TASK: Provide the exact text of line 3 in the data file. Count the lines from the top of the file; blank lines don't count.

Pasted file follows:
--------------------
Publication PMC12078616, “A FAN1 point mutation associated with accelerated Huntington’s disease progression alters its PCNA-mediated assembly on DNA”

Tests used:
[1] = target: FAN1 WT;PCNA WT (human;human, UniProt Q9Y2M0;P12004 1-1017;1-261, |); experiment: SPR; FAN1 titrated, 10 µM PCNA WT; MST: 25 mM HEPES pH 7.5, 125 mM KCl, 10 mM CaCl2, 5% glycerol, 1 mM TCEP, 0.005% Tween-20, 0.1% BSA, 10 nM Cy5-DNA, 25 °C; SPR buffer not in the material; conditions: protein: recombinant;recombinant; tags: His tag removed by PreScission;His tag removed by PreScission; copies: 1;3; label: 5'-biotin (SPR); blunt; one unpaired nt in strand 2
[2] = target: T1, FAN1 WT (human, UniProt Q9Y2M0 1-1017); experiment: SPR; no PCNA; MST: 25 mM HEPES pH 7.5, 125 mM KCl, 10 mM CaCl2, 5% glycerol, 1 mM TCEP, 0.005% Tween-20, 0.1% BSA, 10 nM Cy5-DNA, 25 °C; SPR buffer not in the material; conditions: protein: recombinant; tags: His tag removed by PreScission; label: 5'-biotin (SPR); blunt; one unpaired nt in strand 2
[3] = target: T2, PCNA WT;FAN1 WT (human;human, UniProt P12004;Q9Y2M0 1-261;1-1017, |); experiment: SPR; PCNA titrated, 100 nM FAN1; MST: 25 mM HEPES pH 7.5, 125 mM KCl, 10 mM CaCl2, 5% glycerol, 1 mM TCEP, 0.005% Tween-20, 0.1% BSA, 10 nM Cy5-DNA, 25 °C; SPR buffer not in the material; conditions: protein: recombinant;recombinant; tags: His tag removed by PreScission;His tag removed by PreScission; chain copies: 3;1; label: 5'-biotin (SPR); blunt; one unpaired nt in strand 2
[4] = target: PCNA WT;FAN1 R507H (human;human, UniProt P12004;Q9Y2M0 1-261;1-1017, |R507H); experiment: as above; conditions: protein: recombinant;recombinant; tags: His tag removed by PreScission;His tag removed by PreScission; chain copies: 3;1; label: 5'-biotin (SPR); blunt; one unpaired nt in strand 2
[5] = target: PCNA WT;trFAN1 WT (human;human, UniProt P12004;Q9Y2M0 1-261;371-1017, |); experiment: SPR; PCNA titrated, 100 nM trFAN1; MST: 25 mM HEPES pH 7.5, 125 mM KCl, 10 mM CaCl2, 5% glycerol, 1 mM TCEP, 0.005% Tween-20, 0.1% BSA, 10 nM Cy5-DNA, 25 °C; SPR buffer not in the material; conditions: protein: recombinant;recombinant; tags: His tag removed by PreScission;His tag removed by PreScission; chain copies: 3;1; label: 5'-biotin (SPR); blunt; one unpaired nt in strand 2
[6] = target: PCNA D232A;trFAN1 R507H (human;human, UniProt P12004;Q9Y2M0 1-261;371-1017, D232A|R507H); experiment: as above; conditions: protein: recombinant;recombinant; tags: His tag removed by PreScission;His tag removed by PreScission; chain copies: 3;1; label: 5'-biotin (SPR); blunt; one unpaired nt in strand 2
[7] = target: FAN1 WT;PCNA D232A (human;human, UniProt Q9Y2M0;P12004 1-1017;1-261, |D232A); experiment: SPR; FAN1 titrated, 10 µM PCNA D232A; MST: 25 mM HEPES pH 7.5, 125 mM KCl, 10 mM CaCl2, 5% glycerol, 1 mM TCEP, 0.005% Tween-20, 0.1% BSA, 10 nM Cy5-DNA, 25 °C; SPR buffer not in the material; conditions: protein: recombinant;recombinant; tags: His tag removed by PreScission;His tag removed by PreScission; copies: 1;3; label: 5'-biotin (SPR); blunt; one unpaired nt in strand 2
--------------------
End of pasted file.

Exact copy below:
[1] = target: FAN1 WT;PCNA WT (human;human, UniProt Q9Y2M0;P12004 1-1017;1-261, |); experiment: SPR; FAN1 titrated, 10 µM PCNA WT; MST: 25 mM HEPES pH 7.5, 125 mM KCl, 10 mM CaCl2, 5% glycerol, 1 mM TCEP, 0.005% Tween-20, 0.1% BSA, 10 nM Cy5-DNA, 25 °C; SPR buffer not in the material; conditions: protein: recombinant;recombinant; tags: His tag removed by PreScission;His tag removed by PreScission; copies: 1;3; label: 5'-biotin (SPR); blunt; one unpaired nt in strand 2